Conclusions: Pseudoprogression is a frequent phenomenon in DIPG patients. This condition needs to be recognized before considering treatment discontinuation. In this study, the larger increase of the ASL-CBF ratio after radiotherapy accurately distinguished pseudoprogression from true progression.
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http://dx.doi.org/10.1093/neuonc/nox227DOI Listing
http://www.ncbi.nlm.nih.gov/pmc/articles/PMC6007230PMC
June 2018

Severe neuroimaging anomalies are usually associated with random X inactivation in leucocytes circulating DNA in X-linked dominant Incontinentia Pigmenti.

Mol Genet Metab 2017 11 10;122(3):140-144. Epub 2017 Jul 10.

Department of Pediatric Radiology, Hôpital Necker Enfants Malades, AP-HP, 149 rue de Sèvres, 75105 Paris, France; INSERM U1000, 149 rue de Sèvres, 75015 Paris, France; UMR 1163, Institut Imagine, 24 boulevard du Montparnasse, 75015 Paris, France; University René Descartes, PRES Sorbonne Paris Cité, 12 rue de l'Ecole de Médecine, Paris, France.

Incontinentia Pigmenti (IP) is a skin disorder with neurological impairment in 30% of cases. The most common disease causing mutation is a deletion of exons 4-10 of the IKBKG gene, located on chromosome Xq28, with skewed X-chromosome inactivation in females, but few cases of random X-inactivation have been reported. We have correlated brain anomalies with X-chromosome inactivation status determined on leucocytes circulating DNA. We reviewed MRI of 18 girls with genetically proven IP. We found three patterns of MRI, normal MRI (n=5), mild white matter abnormalities with cortical and corpus callosum atrophy (n=6), and severe cortical abnormalities suggesting a vascular disease (n=7). Most patients with severe abnormalities had random X-inactivation (6/7,86%), while 80% (4/5) of patients with normal MRI and 100% (6/6) of patients with mild white matter abnormalities had skewed inactivation. These results suggest that skewed chromosome X-inactivation may protect brain from damage, while in case of random inactivation, expression of the mutated IKBKG gene may lead to severe brain lesions.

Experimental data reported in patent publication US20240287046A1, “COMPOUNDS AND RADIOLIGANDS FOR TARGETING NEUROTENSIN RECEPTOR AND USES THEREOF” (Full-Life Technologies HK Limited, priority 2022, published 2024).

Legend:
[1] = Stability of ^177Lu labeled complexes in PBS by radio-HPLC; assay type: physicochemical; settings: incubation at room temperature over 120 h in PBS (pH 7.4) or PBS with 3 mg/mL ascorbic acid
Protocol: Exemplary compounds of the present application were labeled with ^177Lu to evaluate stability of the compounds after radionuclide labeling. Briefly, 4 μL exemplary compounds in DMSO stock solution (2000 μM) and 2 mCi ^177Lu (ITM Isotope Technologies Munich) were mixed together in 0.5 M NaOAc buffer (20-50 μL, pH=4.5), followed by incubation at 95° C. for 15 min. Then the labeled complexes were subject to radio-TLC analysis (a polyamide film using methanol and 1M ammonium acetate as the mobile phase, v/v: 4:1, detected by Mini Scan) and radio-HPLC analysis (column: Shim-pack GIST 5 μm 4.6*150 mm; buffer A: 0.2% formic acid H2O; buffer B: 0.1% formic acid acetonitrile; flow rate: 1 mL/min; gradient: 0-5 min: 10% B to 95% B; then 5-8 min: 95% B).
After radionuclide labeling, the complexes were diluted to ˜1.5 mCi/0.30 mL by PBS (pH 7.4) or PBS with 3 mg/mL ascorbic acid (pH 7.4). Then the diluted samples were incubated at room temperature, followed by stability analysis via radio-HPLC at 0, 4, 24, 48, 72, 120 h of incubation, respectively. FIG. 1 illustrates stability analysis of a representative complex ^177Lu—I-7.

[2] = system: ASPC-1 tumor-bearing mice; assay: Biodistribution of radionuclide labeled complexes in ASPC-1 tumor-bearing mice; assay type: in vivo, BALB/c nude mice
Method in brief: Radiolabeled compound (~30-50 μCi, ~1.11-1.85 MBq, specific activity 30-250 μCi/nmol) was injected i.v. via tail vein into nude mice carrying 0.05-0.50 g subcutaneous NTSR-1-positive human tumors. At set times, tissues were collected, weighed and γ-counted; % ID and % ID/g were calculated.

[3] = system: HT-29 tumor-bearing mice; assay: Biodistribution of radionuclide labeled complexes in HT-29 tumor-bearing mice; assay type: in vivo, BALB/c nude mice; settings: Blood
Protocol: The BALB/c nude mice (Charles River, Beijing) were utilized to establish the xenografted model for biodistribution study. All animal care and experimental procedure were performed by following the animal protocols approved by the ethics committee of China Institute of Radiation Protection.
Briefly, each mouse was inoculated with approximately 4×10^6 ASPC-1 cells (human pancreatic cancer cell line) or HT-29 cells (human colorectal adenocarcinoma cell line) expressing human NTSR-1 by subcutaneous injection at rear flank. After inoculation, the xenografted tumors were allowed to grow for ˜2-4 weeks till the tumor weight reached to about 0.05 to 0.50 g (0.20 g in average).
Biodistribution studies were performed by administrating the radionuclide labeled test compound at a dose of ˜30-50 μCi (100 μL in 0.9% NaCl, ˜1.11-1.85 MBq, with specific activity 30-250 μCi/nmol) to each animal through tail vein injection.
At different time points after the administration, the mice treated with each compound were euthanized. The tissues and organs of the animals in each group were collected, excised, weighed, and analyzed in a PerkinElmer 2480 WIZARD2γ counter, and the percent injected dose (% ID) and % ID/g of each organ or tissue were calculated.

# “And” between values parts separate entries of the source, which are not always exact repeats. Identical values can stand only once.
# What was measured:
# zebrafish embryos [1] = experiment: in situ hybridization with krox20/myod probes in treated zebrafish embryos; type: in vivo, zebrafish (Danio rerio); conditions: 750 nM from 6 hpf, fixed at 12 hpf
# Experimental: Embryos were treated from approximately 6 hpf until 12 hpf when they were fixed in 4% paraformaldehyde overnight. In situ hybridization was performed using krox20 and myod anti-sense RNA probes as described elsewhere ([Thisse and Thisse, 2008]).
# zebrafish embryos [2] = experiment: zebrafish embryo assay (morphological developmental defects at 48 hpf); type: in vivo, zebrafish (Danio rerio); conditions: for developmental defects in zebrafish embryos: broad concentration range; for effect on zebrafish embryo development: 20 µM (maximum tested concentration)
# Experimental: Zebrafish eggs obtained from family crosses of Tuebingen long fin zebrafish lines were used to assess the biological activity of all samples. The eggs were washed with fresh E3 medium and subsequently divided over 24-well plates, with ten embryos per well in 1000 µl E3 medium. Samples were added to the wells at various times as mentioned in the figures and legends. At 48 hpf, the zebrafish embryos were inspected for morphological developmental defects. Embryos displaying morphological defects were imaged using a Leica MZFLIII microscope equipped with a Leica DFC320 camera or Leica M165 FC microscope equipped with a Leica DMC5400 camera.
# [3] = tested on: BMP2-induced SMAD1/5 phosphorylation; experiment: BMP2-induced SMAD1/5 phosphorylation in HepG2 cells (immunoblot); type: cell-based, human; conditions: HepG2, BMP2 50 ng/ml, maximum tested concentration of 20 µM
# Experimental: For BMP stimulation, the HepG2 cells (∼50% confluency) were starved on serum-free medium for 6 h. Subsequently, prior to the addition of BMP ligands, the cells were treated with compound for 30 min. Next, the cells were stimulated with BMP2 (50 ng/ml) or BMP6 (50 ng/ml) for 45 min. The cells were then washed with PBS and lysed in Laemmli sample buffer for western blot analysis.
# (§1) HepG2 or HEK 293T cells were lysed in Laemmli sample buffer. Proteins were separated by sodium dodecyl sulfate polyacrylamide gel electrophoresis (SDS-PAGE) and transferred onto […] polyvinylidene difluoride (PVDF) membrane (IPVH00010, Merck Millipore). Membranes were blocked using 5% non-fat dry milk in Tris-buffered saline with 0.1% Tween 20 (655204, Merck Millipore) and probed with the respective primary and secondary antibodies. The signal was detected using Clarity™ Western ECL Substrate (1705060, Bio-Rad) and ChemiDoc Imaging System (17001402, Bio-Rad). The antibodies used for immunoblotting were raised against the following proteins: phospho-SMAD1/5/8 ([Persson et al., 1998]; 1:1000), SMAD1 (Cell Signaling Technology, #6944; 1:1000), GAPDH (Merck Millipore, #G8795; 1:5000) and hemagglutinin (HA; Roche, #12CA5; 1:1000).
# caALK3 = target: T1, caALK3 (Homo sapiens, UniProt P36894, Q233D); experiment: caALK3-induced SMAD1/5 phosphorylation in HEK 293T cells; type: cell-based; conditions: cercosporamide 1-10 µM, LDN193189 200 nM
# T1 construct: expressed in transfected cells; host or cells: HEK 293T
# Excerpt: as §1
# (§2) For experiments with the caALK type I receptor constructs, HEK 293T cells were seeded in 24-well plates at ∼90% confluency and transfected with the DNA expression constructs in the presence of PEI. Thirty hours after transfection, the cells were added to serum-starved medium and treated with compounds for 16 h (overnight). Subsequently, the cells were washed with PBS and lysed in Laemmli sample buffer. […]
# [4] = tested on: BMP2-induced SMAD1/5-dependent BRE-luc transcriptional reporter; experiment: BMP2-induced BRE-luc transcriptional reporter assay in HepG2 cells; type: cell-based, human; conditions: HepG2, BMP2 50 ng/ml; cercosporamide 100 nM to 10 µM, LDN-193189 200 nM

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http://dx.doi.org/10.1016/j.ymgme.2017.07.001DOI Listing
November 2017

Genomic diagnostics leading to the identification of a TFG-ROS1 fusion in a child with possible atypical meningioma.

Cancer Genet 2017 04 22;212-213:32-37. Epub 2017 Mar 22.

Department of Paediatrics and Adolescent Medicine, Neuroscience Center, Rigshospitalet, Copenhagen University Hospital, Copenhagen, Denmark.

Meningiomas are rare in children. They are highly complex, harboring unique clinical and pathological characteristics, and many occur in patients with neurofibromatosis type 2. Hereby, we present a case of a two-year-old boy presented with a diagnostically challenging intraventricular tumor. It was incompletely resected 6 times over 14 months but kept progressing and was ultimately deemed unresectable. Histologically, the tumor was initially classified as schwannoma, but extensive international review concluded it was most likely an atypical meningioma, WHO grade II. Comprehensive genomic profiling revealed a TFG-ROS1 fusion, suggesting that ROS1-signaling pathway alterations were driving the tumor growth. In light of this new information, the possibility of a diagnosis of inflammatory myofibroblastic tumor was considered; however the histopathological results were not conclusive. This specific molecular finding allowed the potential use of precision medicine and the patient was enrolled in the AcSé phase 2 trial with crizotinib (NCT02034981), leading to a prolonged partial tumor response which is persisting since 14 months. This case highlights the value of precision cancer medicine in children.